The History of the Novel in England

The History of the Novel in England

The History of the Novel in England

The History of the Novel in England

Excerpt

In writing a history of the novel in England, we have undertaken to bring out the relation of the novel to the interests and attitudes of successive ages, of which it has been the product. To this end we have not hesitated to introduce many minor novelists from the vast plain of fiction above which the major figures rise to distinction. If the selection of such minor writers seems arbitrary, our explanation is that we have tended to choose those who represent certain interests characteristic of the English reading public of the time. In the biographical accounts we have tried to emphasize the elements in their experience which gave them their material and determined their moral and æsthetic attitude toward it. Throughout the book, and especially in the later chapters, we have tried, so far as possible, to draw upon the criticisms and explanations of novelists themselve; and thus to make clear the growth in technique by which the novel has advanced to its present position as a form of literary art. We owe special acknowledgment to Miss Elizabeth Greenebaum, who has contributed the accounts of Peacock and Gissing, as well as the more important parts of the final chapter.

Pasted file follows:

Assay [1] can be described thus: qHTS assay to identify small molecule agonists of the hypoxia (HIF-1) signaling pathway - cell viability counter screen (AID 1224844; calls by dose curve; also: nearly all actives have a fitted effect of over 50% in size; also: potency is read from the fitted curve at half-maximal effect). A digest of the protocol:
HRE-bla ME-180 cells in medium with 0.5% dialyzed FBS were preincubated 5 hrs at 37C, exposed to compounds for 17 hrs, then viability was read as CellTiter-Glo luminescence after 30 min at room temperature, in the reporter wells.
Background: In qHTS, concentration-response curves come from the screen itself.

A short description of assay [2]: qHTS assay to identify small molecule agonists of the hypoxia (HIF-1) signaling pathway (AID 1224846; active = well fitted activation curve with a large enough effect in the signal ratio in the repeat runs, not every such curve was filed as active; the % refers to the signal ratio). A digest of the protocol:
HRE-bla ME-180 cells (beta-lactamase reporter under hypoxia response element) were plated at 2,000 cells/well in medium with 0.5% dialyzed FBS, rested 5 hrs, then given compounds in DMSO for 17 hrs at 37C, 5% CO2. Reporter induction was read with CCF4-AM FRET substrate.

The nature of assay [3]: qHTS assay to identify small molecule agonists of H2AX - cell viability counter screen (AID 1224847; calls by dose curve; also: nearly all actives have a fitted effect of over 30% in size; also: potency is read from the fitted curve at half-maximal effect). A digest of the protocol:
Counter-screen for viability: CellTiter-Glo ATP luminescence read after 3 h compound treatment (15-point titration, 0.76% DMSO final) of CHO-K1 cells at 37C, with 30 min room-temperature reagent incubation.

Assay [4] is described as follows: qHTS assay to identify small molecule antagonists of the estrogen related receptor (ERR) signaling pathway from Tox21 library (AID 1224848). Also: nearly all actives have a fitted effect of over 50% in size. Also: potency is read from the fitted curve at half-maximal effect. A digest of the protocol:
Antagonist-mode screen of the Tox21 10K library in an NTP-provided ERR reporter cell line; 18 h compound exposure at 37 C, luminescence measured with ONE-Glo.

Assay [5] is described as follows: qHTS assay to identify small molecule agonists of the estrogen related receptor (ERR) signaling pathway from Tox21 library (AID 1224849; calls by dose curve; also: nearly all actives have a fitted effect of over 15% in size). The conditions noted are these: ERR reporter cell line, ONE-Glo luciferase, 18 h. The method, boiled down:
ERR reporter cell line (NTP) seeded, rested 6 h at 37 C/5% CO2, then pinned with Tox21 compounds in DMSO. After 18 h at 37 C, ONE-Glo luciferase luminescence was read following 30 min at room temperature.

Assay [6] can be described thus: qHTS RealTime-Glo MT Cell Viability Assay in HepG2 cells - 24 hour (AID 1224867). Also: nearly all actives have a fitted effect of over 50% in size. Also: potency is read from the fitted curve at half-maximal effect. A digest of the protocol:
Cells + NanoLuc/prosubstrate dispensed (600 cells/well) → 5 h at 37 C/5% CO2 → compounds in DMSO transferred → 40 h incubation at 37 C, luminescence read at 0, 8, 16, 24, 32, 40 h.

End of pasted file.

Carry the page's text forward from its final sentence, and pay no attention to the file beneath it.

R. M. L.H. S. H.

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